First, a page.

Dahlia Lithwick tackles the latest, astonishing claim by the Bush administration on military detainees:
The only thing more terrifying than convictions based on secret evidence is the possibility that when it comes time to fight those convictions, the secret evidence might just disappear.
Yes, it's true:
In a petition filed last Friday in the D.C. Circuit Court of Appeals, the DoJ argues that it cannot possibly comply with the federal appeals court's order of last July to turn over this evidence. Reasoning: 1) Disclosure could "seriously disrupt the Nation's intelligence-gathering programs" and cause "exceptionally grave damage to national security." No surprise there. But it also argues that 2) the information used against the detainees at the CSRTs "is not readily available, nor can it be reasonably recompiled."
You will recall that the critical DVD that threatened to verify Jose Padilla's accusations of torture in US custody ... also was mysteriously "lost" by the government when it finally came to trial:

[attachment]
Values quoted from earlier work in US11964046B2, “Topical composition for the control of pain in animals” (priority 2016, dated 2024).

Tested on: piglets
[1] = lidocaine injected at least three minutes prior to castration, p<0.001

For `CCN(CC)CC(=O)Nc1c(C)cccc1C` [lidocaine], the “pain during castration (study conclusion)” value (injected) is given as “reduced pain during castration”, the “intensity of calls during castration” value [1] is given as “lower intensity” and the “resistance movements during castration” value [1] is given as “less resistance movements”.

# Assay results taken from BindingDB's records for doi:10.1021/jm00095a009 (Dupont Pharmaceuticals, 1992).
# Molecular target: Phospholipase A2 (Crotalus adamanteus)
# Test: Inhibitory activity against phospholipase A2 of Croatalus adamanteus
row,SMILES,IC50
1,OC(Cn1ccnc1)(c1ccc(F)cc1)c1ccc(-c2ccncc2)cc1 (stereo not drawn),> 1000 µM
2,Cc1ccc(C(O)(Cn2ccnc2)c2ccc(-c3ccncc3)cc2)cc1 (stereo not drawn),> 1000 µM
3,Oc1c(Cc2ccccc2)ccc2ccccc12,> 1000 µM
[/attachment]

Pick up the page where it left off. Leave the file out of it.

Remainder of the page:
The missing DVD dates from March 2, 2004. It contains a video of the last interrogation session of Padilla, then a declared 'enemy combatant' under an order from President Bush, while he was being held in military custody at a U.S. Navy brig in Charleston, S.C. But in recent days, in the course of an unusual court hearing about Padilla's mental condition, a government lawyer disclosed to a surprised courtroom that the Defense Intelligence Agency which had custody of the evidence was no longer able to locate the DVD. As a result, it was not included in a packet of classified DVDs that was recently turned over to defense lawyers under orders from Judge Cooke.
Yes, this is America.